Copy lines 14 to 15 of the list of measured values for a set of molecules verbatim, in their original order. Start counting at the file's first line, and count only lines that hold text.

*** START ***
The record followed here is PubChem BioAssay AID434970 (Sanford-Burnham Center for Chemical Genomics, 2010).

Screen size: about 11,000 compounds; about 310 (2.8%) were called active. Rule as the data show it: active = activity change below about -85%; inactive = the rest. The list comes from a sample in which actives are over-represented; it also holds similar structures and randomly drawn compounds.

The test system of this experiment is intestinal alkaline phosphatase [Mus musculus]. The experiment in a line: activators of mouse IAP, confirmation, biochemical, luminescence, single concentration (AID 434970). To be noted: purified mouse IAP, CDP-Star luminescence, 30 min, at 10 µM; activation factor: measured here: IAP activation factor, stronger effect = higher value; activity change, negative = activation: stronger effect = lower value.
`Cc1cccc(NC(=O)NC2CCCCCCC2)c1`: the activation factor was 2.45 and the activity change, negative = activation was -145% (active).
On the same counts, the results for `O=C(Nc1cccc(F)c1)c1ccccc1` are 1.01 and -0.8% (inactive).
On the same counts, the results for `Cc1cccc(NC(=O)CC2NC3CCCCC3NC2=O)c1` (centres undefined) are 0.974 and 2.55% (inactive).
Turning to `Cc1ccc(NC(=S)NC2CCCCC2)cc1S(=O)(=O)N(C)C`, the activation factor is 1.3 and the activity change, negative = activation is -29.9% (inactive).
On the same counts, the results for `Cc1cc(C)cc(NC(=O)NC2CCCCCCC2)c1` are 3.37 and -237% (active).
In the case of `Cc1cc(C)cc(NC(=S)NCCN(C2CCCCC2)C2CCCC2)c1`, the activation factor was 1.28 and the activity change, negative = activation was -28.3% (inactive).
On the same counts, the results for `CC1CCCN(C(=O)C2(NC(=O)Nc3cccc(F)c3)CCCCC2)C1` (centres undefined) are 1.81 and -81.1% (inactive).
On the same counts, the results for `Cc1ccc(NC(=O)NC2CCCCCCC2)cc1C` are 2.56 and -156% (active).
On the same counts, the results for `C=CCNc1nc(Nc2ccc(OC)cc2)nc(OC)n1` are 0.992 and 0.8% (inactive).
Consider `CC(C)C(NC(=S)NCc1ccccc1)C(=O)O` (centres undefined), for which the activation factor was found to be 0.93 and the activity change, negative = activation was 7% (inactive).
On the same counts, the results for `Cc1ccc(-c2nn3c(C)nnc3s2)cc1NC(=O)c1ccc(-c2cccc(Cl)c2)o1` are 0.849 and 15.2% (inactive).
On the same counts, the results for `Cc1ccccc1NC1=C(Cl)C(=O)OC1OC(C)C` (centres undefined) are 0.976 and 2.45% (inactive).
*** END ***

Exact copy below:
On the same counts, the results for `Cc1ccc(-c2nn3c(C)nnc3s2)cc1NC(=O)c1ccc(-c2cccc(Cl)c2)o1` are 0.849 and 15.2% (inactive).
On the same counts, the results for `Cc1ccccc1NC1=C(Cl)C(=O)OC1OC(C)C` (centres undefined) are 0.976 and 2.45% (inactive).